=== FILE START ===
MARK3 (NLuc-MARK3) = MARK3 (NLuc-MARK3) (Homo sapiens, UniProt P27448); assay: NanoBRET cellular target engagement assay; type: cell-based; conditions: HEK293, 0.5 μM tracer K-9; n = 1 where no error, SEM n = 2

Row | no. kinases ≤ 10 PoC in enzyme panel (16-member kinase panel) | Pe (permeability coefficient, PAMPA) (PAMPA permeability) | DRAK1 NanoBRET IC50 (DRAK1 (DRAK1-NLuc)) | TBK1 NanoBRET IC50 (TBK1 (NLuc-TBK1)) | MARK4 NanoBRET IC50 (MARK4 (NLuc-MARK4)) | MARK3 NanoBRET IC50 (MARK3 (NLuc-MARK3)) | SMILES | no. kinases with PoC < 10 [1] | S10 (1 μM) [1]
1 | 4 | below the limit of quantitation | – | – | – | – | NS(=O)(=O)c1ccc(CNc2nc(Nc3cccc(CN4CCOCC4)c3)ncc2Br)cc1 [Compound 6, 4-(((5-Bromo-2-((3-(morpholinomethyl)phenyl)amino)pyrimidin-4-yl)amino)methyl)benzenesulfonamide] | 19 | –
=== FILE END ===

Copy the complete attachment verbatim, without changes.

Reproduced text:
MARK3 (NLuc-MARK3) = MARK3 (NLuc-MARK3) (Homo sapiens, UniProt P27448); assay: NanoBRET cellular target engagement assay; type: cell-based; conditions: HEK293, 0.5 μM tracer K-9; n = 1 where no error, SEM n = 2

Row | no. kinases ≤ 10 PoC in enzyme panel (16-member kinase panel) | Pe (permeability coefficient, PAMPA) (PAMPA permeability) | DRAK1 NanoBRET IC50 (DRAK1 (DRAK1-NLuc)) | TBK1 NanoBRET IC50 (TBK1 (NLuc-TBK1)) | MARK4 NanoBRET IC50 (MARK4 (NLuc-MARK4)) | MARK3 NanoBRET IC50 (MARK3 (NLuc-MARK3)) | SMILES | no. kinases with PoC < 10 [1] | S10 (1 μM) [1]
1 | 4 | below the limit of quantitation | – | – | – | – | NS(=O)(=O)c1ccc(CNc2nc(Nc3cccc(CN4CCOCC4)c3)ncc2Br)cc1 [Compound 6, 4-(((5-Bromo-2-((3-(morpholinomethyl)phenyl)amino)pyrimidin-4-yl)amino)methyl)benzenesulfonamide] | 19 | –